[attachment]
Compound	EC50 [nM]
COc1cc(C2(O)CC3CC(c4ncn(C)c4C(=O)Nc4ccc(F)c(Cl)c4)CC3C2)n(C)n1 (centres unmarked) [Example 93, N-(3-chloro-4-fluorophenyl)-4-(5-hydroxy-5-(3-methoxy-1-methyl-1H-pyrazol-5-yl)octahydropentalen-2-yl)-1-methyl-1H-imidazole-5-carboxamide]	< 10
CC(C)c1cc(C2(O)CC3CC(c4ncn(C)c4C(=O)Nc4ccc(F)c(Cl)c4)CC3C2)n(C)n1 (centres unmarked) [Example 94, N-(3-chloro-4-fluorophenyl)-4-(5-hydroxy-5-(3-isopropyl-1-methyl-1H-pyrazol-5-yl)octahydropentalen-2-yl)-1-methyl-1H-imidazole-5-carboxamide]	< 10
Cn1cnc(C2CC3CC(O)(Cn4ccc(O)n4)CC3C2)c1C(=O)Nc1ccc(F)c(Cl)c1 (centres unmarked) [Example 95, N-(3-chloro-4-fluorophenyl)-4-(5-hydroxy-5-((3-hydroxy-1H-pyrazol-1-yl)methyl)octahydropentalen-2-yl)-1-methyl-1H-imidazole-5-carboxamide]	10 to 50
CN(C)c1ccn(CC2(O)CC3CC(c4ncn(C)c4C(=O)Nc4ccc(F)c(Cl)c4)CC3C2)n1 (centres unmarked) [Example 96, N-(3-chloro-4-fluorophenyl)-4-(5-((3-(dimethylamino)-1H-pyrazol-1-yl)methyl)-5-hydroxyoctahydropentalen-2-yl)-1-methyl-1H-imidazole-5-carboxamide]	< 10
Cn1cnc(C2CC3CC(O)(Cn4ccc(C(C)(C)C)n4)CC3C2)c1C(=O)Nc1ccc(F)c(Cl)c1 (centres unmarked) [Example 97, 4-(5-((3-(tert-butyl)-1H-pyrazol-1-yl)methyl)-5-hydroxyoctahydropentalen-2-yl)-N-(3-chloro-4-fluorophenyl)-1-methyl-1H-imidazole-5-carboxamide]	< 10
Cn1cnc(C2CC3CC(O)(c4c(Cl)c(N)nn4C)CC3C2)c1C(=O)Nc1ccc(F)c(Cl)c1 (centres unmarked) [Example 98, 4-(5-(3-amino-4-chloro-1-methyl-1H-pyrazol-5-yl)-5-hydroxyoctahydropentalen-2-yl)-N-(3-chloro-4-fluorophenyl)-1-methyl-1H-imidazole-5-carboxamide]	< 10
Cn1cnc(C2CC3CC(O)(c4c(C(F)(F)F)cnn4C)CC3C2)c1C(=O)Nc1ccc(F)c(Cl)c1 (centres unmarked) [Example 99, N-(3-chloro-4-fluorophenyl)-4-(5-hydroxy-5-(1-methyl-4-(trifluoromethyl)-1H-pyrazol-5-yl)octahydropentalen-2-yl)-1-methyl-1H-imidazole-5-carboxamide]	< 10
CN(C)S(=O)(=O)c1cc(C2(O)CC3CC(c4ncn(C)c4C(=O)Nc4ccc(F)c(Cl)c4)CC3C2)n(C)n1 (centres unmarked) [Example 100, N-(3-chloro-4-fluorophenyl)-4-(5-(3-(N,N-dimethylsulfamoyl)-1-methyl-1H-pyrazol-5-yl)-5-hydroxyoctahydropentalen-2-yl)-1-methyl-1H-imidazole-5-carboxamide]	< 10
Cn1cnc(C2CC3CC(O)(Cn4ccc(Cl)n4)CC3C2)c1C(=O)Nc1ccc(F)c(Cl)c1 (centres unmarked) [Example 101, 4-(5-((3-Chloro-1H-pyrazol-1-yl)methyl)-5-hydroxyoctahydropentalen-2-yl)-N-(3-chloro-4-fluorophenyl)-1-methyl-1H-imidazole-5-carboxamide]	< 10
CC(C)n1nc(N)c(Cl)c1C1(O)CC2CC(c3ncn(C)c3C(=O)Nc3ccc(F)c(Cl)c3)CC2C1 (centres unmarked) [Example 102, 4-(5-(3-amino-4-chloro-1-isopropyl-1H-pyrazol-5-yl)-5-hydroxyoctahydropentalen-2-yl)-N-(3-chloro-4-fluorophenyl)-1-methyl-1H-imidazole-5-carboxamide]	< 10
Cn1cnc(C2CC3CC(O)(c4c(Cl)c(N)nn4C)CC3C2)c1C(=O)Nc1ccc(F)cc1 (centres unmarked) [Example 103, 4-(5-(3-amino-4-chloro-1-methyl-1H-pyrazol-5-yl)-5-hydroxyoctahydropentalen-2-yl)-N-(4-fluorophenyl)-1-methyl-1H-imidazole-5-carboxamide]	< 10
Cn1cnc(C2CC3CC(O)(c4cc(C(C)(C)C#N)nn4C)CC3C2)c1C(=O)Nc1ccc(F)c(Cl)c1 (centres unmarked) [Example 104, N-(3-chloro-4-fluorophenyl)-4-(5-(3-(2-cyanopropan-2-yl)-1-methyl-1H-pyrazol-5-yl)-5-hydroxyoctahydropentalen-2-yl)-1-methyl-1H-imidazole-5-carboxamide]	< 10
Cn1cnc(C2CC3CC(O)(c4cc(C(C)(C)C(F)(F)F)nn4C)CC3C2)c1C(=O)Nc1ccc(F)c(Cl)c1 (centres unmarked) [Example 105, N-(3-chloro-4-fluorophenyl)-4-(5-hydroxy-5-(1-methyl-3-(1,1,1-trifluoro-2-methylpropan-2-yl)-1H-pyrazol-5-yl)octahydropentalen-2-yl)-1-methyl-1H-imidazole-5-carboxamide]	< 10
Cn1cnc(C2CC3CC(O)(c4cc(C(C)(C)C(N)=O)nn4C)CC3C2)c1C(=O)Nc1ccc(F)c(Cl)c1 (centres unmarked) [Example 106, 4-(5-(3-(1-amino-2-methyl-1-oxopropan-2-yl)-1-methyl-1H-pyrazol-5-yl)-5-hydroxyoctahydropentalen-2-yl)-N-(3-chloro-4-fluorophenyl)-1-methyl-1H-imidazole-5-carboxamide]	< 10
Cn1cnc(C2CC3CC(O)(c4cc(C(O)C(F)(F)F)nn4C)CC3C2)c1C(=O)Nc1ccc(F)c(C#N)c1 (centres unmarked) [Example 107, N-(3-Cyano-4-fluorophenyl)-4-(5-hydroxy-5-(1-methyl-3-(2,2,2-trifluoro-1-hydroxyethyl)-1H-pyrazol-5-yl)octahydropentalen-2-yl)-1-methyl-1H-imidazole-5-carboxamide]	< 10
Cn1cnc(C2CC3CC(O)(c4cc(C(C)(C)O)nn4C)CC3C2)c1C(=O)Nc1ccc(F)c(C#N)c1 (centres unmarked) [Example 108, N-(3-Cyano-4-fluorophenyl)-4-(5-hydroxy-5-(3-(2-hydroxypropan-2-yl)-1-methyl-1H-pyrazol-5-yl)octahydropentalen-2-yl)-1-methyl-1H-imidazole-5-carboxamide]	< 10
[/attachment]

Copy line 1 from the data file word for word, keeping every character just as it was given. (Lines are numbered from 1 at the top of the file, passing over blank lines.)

Compound	EC50 [nM]